Thus, when the Lord saw fit to select a man to preserve vital piety on the earth and be the head of a race suited to be the depository of a revelation of mercy, he at the same time designed that this step should be the means of effectually recalling the sin-enthralled world to the knowledge and love of himself. The race was twice already since the fall put upon its probation - once under the promise of victory to the seed of the woman, and again under the covenant with Noah. In each of these cases, notwithstanding the growing light of revelation and accumulating evidence of the divine forbearance, the race had apostatised from the God of mercy, with lamentably few known exceptions. Yet, undeterred by the gathering tokens of this second apostasy, and after reiterated practical demonstration to all people of the debasing, demoralizing effect of sin, the Lord, with calm determination of purpose, sets about another step in the great process of removing the curse of sin, dispensing the blessing of pardon, and eventually drawing all the nations to accept of his mercy. The special call of Abram contemplates the calling of the Gentiles as its final issue, and is therefore to be regarded as one link in a series of wonderful events by which the legal obstacles to the divine mercy are to be taken out of the way, and the Spirit of the Lord is to prevail with still more and more of men to return to God.
It is sometimes inadvertently said that the Old Testament is narrow and exclusive, while the New Testament is broad and catholic in its spirit. This is a mistake. The Old and New Testaments are of one mind on this matter. Many are called, and few chosen. This is the common doctrine of the New as well as of the Old. They are both equally catholic in proclaiming the gospel to all. The covenant with Adam and with Noah is still valid and sure to all who return to God; and the call of Abram is expressly said to be a means of extending blessing to all the families of man. The New Testament does not aim at anything more than this; it merely hails the approaching accomplishment of the same gracious end. They both concur also in limiting salvation to the few who repent and believe the gospel. Even when Abram was called there were a few who still trusted in the God of mercy. According to the chronology of the Masoretic text, Heber was still alive, Melkizedec was contemporary with Abram, Job was probably later, and many other now unknown witnesses for God were doubtless to be found, down to the time of the exodus, outside the chosen family. God marks the first symptoms of decaying piety. He does not wait until it has died out before he calls Abram. He proceeds in a leisurely, deliberate manner with his eternal purpose of mercy, and hence, a single heir of promise suffices for three generations, until the set time comes for the chosen family and the chosen nation. Universalism, then, in the sense of the offer of mercy to man, is the rule of the Old and the New Testament. Particularism in the acceptance of it is the accident of the time. The call of Abram is a special expedient for providing a salvation that may be offered to all the families of the earth.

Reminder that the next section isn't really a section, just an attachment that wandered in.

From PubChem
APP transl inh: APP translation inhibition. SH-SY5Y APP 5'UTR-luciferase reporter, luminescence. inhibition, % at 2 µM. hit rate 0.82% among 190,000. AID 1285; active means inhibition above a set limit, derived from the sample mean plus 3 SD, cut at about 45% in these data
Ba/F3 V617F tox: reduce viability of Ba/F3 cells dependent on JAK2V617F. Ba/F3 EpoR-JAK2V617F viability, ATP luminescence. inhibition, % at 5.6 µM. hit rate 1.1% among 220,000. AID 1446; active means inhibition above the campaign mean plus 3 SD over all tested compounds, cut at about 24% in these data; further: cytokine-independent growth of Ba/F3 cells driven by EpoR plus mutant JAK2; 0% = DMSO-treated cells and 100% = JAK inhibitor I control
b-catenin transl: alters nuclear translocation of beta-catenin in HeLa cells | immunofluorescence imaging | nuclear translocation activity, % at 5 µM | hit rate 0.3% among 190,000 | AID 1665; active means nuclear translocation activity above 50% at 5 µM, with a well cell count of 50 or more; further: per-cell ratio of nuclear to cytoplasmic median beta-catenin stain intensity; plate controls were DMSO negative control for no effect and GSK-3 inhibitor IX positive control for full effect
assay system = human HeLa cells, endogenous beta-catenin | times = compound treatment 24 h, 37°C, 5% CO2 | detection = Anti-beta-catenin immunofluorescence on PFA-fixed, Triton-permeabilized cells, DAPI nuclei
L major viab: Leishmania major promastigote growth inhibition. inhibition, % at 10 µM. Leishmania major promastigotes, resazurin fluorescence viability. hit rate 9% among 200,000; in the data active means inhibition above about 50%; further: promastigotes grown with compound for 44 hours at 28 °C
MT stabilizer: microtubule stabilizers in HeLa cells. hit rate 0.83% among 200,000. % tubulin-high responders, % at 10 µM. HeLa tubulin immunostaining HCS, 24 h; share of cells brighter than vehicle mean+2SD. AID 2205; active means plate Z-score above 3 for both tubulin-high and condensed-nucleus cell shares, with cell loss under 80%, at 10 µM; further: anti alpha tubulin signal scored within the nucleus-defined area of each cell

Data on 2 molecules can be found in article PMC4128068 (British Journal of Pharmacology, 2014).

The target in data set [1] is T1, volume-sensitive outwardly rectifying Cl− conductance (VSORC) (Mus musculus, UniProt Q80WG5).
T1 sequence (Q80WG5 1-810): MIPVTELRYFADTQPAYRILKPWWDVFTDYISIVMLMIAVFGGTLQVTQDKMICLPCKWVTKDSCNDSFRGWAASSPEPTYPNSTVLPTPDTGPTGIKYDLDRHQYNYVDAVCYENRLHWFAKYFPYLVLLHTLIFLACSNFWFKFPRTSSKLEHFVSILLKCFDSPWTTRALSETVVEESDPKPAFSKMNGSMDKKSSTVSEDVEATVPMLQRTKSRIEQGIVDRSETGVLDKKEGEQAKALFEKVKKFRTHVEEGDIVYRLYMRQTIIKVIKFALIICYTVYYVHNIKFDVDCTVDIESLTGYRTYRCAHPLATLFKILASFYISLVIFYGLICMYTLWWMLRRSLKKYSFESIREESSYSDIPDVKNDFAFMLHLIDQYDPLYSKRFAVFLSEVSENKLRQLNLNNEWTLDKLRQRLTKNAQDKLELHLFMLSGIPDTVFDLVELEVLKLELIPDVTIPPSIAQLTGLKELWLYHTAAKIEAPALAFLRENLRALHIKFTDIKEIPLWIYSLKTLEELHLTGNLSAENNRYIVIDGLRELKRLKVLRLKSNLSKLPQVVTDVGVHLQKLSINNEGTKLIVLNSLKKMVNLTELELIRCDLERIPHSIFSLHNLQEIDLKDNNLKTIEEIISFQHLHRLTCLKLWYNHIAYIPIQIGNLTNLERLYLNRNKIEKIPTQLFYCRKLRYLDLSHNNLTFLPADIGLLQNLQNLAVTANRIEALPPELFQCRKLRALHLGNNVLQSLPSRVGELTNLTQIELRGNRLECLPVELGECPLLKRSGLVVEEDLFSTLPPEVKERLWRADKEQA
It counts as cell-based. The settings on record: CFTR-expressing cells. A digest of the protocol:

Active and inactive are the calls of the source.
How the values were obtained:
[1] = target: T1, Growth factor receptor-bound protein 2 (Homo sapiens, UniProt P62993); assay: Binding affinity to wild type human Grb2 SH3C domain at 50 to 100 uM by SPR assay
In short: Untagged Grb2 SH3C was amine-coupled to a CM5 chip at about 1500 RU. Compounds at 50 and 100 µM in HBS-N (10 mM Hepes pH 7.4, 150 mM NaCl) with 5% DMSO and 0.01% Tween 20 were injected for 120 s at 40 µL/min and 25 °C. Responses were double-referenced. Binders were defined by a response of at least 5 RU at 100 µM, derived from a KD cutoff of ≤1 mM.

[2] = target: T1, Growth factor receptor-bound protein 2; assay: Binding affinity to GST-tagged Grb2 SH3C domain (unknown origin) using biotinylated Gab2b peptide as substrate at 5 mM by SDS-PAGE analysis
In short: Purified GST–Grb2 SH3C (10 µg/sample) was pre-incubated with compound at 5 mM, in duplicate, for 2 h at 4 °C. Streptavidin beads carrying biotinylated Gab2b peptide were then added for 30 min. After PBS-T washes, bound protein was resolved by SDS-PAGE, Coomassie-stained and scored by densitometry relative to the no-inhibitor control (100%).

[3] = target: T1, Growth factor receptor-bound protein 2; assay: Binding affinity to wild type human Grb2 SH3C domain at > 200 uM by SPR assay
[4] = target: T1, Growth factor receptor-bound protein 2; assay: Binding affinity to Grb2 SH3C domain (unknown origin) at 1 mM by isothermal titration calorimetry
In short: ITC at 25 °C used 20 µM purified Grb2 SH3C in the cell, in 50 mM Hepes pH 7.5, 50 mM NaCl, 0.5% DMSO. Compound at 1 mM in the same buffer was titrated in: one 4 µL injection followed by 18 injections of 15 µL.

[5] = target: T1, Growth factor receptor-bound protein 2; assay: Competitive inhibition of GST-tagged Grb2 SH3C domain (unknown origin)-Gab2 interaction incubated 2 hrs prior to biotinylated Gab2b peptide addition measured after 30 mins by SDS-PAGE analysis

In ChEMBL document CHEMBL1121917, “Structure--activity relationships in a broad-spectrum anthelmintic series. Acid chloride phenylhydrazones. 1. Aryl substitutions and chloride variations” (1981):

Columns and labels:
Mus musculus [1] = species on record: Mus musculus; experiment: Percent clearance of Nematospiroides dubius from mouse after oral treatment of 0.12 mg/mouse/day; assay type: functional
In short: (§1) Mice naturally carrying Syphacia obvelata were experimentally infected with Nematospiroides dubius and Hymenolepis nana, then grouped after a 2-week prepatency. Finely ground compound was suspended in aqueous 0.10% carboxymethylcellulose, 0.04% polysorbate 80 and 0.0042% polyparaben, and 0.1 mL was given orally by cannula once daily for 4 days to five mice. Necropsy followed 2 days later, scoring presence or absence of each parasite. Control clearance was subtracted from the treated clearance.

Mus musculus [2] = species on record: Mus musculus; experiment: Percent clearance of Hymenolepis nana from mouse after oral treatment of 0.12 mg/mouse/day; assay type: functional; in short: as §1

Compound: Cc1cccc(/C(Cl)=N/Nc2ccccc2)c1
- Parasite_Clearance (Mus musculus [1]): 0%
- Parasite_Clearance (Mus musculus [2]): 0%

In all God‘s teachings the near and the sensible come before the far and the conceivable, the present and the earthly before the eternal and the heavenly. Thus, Abram‘s immediate acts of self-denial are leaving his country, his birthplace, his home. The promise to him is to be made a great nation, be blessed, and have a great name in the new land which the Lord would show him. This is unspeakably enhanced by his being made a blessing to all nations. God pursues this mode of teaching for several important reasons. First, the sensible and the present are intelligible to those who are taught. The Great Teacher begins with the known, and leads the mind forward to the unknown. If he had begun with things too high, too deep, or too far for the range of Abram‘s mental vision, he would not have come into relation with Abram‘s mind. It is superfluous to say that he might have enlarged Abram‘s view in proportion to the grandeur of the conceptions to be revealed.
On the same principle he might have made Abram cognizant of all present and all developed truth. On the same principle he might have developed all things in an instant of time, and so have had done with creation and providence at once. Secondly, the present and the sensible are the types of the future and the conceivable; the land is the type of the better land; the nation of the spiritual nation; the temporal blessing of the eternal blessing; the earthly greatness of the name of the heavenly. And let us not suppose that we are arrived at the end of all knowledge. We pique ourselves on our advance in spiritual knowledge beyond the age of Abram. But even we may be in the very infancy of mental development. There may be a land, a nation, a blessing, a great name, of which our present realizations or conceptions are but the types. Any other supposition would be a large abatement from the sweetness of hope‘s overflowing cup.